By Leonard E. Colvin
New Journal and Guide
When Dominion Energy announced July 5 that it was stopping the six-year project to build the 600-mile $8 billion-dollar Atlantic Coast Pipeline (ACP), pipeline opponents were jubilant.
Environmental advocates, and civil rights groups like the NAACP and SCLC were celebrating a hard-fought victory over the powerful utility.
The coalition of opponents used the courts and various regulatory barriers to wear the powerful utility giant down and kill the project.
Opponents said the 24-inch-high pressure gas pipeline buried underground, posed a danger to residents living in several communities along the route.
Many of those communities and neighborhoods were inhabited by African Americans of varying incomes, thus environmental racism was the bulwark of the legal and regulatory opposition.
Residents of Chesapeake’s Georgetown, Sunrise Hills, Georgetown, Holly Point, and Holly Glenn
neighborhoods are relieved; but, they are casting a wary eye at the stretch of pipeline buried near their homes months ago.
The residents formed a coalition called Georgetown Neighbors Against the Pipeline (GNATP). They waged an effort to get the State Corporation Commission (SCC) to deny a permit for the ACP three years ago.
Initially, they failed, but eventually, the SCC did deny the permit for the pipeline through their areas, due to environmental racism and the fear of gas leaking and a blast destroying their homes.
Now they hope Dominion Energy would uproot the abandoned pipeline running near their properties and thereby end the potential environmental and physical threats it poses.
he ACP would have run from West Virginia, through Virginia, into Hampton Roads into North Carolina, to supply natural gas to Dominion Energy Customers.
Portions of the ACP near the Chesapeake communities are part of a 9-mile connector buried throughout this region and heading to North Carolina.
The connector starts at a Virginia Natural Gas (VNG) pumping station near the Young Terrace Public Housing in downtown Norfolk.
VNG is a partner in the enterprise.
The pipeline flows eastward down Virginia Beach Boulevard, then south on Tidewater Drive past two other public housing communities.
It continues southward into Norfolk’s Berkley Community, and on into the four Chesapeake communities.
Dominion sold its natural gas transmission and storage business to Berkshire Hathaway Energy for almost $10 billion. Warren Buffett is a major player in this outfit.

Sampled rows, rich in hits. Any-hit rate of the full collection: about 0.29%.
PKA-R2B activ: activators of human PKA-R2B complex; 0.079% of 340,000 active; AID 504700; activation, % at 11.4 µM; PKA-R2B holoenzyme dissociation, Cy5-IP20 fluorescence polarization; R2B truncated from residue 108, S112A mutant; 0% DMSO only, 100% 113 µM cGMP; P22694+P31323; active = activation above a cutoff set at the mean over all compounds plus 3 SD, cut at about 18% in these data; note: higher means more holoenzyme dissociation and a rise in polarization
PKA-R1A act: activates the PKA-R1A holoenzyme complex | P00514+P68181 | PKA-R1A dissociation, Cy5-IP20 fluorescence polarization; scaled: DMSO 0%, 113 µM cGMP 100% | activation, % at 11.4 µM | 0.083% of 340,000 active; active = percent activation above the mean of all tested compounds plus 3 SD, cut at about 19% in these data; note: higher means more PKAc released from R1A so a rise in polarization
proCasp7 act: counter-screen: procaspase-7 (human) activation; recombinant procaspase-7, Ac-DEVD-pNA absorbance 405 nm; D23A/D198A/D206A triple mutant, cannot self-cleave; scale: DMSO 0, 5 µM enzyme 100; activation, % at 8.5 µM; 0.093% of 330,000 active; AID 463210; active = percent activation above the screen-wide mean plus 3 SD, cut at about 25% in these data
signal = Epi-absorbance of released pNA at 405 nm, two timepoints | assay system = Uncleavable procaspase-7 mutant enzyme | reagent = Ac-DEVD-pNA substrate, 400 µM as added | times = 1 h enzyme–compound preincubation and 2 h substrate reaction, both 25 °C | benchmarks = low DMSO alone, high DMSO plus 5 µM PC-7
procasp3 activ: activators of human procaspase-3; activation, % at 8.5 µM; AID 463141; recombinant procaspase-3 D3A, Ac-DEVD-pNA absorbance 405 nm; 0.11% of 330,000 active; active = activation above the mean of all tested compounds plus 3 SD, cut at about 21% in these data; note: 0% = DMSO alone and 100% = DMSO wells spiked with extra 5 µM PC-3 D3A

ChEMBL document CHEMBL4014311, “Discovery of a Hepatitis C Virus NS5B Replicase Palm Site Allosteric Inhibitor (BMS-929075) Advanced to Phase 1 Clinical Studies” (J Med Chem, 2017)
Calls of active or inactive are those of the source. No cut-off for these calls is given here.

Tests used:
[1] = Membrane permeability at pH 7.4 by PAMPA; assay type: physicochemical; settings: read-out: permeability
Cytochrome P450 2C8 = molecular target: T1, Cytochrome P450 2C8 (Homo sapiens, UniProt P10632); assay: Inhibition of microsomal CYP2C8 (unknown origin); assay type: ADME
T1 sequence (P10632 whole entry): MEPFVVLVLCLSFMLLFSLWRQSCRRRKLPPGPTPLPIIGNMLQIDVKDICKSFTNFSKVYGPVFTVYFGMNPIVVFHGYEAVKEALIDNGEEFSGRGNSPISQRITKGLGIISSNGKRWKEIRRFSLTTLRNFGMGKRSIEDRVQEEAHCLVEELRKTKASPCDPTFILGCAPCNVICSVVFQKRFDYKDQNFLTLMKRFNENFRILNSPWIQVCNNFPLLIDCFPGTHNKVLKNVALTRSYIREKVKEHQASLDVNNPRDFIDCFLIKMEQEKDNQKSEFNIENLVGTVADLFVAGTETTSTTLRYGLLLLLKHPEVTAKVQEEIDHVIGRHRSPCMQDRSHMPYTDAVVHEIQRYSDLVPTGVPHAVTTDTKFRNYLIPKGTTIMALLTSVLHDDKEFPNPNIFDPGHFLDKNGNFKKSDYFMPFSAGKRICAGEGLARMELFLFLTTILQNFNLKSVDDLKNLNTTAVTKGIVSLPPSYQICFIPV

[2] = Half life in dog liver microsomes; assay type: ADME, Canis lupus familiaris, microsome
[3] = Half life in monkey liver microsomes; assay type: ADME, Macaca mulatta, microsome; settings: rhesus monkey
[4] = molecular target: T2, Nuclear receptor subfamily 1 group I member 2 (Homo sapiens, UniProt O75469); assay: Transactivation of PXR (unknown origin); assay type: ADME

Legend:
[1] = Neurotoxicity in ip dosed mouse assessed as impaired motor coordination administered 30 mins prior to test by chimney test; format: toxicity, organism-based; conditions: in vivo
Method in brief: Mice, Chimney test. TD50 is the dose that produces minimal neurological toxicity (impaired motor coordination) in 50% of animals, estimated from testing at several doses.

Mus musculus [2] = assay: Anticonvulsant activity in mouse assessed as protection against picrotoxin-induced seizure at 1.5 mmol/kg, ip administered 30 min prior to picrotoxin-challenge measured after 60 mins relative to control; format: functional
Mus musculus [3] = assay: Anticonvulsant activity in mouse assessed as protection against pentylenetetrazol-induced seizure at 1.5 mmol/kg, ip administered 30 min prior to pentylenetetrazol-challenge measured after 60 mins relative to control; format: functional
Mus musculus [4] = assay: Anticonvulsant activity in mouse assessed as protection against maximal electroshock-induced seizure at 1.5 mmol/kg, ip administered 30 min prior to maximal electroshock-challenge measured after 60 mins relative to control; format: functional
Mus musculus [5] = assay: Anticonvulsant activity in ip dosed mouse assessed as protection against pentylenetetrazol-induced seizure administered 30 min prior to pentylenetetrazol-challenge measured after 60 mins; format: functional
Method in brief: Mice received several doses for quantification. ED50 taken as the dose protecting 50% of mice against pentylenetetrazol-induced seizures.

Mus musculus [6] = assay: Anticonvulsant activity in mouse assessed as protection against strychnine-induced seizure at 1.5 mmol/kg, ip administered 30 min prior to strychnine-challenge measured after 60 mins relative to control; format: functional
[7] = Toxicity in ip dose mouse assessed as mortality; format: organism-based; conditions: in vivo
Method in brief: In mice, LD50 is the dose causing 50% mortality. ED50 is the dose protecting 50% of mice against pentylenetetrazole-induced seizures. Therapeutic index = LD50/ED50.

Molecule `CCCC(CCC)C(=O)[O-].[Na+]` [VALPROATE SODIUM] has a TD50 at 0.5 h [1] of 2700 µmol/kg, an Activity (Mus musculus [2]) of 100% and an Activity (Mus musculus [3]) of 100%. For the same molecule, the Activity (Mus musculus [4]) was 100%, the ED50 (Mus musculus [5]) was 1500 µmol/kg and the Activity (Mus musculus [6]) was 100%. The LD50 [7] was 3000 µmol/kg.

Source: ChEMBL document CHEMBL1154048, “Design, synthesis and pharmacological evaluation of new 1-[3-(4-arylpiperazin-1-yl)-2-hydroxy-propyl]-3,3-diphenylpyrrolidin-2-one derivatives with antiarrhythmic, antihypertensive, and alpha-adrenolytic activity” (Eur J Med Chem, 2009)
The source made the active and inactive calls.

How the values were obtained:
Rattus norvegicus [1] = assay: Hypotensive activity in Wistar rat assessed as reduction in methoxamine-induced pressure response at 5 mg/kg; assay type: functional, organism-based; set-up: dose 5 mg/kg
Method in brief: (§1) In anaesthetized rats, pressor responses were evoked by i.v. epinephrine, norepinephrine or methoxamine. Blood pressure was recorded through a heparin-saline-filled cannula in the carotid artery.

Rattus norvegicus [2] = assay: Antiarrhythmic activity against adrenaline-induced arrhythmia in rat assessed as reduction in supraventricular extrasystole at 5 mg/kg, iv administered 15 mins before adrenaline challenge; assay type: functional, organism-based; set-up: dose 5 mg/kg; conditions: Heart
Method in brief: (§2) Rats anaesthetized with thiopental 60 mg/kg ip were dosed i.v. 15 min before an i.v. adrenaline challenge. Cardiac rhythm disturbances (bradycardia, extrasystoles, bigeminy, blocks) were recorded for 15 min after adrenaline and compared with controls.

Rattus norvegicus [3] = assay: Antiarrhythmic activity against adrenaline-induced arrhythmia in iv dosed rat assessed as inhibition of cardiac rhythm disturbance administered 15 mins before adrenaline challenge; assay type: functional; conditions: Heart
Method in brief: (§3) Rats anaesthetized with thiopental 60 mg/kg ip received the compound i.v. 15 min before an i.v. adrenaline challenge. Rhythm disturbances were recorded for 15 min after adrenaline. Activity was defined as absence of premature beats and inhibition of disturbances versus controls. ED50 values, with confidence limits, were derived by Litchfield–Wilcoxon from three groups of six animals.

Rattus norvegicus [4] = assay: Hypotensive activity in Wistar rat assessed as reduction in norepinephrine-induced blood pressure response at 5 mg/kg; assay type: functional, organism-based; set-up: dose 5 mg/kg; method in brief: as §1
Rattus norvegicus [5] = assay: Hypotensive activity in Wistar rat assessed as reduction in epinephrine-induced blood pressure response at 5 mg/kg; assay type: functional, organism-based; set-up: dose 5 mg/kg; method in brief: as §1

GNATP hope the new owners of the stretch pipeline through their communities will not devise any new plans to use it.
“We are keeping an eye on it now and hope this is the end to it,” said James Hampton, who was a key leader and organizer of GNATP when they found out the pipeline was coming to their area three years ago.
“It is good they stopped it, and it was a big loss for them,” said Hampton. “But we now feel relieved the threat to our property and lives is over.”
Hampton lives on Rock Creek Drive and the pipeline is about 18 feet from his and 37 other residences’ backdoors in Georgetown as well as nearby Sunrise Hill and Holly Glenn.
He said the pipeline runs along the right-a-way of property owned by Dominion Energy which erected a tall fence to conceal it from the homeowners.
Owners of Holly Point Apartments allowed the pipeline to be buried directly on that property and accepted money for the utility to do so. Hampton said the apartment complex’s owners will not have to repay the money to the utility.
Hampton said even if the pipeline near their homes is repurposed, the SCC recently denied the utilities the ability to use it due to environmental racism claims that proponents have used to block in other areas of the state.
“I am thankful and elated that not one ounce of gas went through that pipeline near our homes,” said Ethel Mitchell, a member of the GNATP.
Mitchell said initially the utility has planned to place the pipeline down a route along Bainbridge Boulevard.
“But there were too many homes owned by white people in that area,” said Mitchell, who lives on a stretch of Rock Creek farther down from where the pipeline is buried. “So, they decided to bury it near our homes.”
“We sent a letter to the City Council, but they wrote back and said we may as well get used to it,” Mitchell said. “So, we organized and fought. They did not care about the impact and potential damage because this is a mostly Black area.”
Greg Buppert, senior attorney for the Southern Environment Law Center, was stunned by the announcement that the project was dead.
“Wow!” he said when he heard the news on Sunday. “Wow!”
“This is a victory for all the communities that were in the path of this risky and unnecessary project,” Buppert said later in a statement by the law center.
Out in the western part of Virginia, opponents of a 54,000-plus horsepower compression pump station almost blocked its construction in Buckingham County, which was founded by freed slaves after the Civil War.
It was to be built on 70 acres of land which sits near two Black churches.
But the pastor of a church nearby said Dominion weakened opposition by paying poor Black and White
residents to offset any damage the ACP would cause to their properties.